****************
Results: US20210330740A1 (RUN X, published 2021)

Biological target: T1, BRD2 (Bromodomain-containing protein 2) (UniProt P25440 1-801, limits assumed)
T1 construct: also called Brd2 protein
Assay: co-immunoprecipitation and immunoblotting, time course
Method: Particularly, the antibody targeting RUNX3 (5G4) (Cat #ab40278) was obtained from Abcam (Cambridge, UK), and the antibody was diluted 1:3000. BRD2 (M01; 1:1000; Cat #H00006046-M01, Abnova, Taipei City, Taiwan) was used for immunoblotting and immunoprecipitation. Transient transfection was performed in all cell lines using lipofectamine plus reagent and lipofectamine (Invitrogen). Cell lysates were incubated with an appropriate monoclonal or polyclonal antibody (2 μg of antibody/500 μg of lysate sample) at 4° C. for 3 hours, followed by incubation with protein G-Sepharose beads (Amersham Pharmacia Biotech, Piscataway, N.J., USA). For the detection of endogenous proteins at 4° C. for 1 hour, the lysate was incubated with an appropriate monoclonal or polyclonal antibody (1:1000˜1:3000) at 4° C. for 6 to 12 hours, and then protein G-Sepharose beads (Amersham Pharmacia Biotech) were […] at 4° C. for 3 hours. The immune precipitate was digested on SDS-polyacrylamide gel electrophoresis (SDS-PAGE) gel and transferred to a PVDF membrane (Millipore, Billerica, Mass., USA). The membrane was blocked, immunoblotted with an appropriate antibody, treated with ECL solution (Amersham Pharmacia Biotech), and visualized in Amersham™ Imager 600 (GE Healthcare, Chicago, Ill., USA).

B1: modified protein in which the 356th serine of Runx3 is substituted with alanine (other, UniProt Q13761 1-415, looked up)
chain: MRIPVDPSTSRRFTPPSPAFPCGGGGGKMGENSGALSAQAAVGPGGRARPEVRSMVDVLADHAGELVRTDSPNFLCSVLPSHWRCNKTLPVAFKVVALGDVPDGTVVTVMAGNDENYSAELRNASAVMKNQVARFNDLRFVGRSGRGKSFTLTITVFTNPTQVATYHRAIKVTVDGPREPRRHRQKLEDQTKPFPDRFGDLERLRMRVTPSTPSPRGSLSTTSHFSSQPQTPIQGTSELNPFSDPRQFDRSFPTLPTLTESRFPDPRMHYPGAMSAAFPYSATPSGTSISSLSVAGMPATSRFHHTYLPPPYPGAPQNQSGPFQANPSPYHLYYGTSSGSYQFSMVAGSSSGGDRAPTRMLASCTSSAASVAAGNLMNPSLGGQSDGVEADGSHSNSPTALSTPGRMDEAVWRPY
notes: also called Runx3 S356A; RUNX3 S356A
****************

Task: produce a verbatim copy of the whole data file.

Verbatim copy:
Results: US20210330740A1 (RUN X, published 2021)

Biological target: T1, BRD2 (Bromodomain-containing protein 2) (UniProt P25440 1-801, limits assumed)
T1 construct: also called Brd2 protein
Assay: co-immunoprecipitation and immunoblotting, time course
Method: Particularly, the antibody targeting RUNX3 (5G4) (Cat #ab40278) was obtained from Abcam (Cambridge, UK), and the antibody was diluted 1:3000. BRD2 (M01; 1:1000; Cat #H00006046-M01, Abnova, Taipei City, Taiwan) was used for immunoblotting and immunoprecipitation. Transient transfection was performed in all cell lines using lipofectamine plus reagent and lipofectamine (Invitrogen). Cell lysates were incubated with an appropriate monoclonal or polyclonal antibody (2 μg of antibody/500 μg of lysate sample) at 4° C. for 3 hours, followed by incubation with protein G-Sepharose beads (Amersham Pharmacia Biotech, Piscataway, N.J., USA). For the detection of endogenous proteins at 4° C. for 1 hour, the lysate was incubated with an appropriate monoclonal or polyclonal antibody (1:1000˜1:3000) at 4° C. for 6 to 12 hours, and then protein G-Sepharose beads (Amersham Pharmacia Biotech) were […] at 4° C. for 3 hours. The immune precipitate was digested on SDS-polyacrylamide gel electrophoresis (SDS-PAGE) gel and transferred to a PVDF membrane (Millipore, Billerica, Mass., USA). The membrane was blocked, immunoblotted with an appropriate antibody, treated with ECL solution (Amersham Pharmacia Biotech), and visualized in Amersham™ Imager 600 (GE Healthcare, Chicago, Ill., USA).

B1: modified protein in which the 356th serine of Runx3 is substituted with alanine (other, UniProt Q13761 1-415, looked up)
chain: MRIPVDPSTSRRFTPPSPAFPCGGGGGKMGENSGALSAQAAVGPGGRARPEVRSMVDVLADHAGELVRTDSPNFLCSVLPSHWRCNKTLPVAFKVVALGDVPDGTVVTVMAGNDENYSAELRNASAVMKNQVARFNDLRFVGRSGRGKSFTLTITVFTNPTQVATYHRAIKVTVDGPREPRRHRQKLEDQTKPFPDRFGDLERLRMRVTPSTPSPRGSLSTTSHFSSQPQTPIQGTSELNPFSDPRQFDRSFPTLPTLTESRFPDPRMHYPGAMSAAFPYSATPSGTSISSLSVAGMPATSRFHHTYLPPPYPGAPQNQSGPFQANPSPYHLYYGTSSGSYQFSMVAGSSSGGDRAPTRMLASCTSSAASVAAGNLMNPSLGGQSDGVEADGSHSNSPTALSTPGRMDEAVWRPY
notes: also called Runx3 S356A; RUNX3 S356A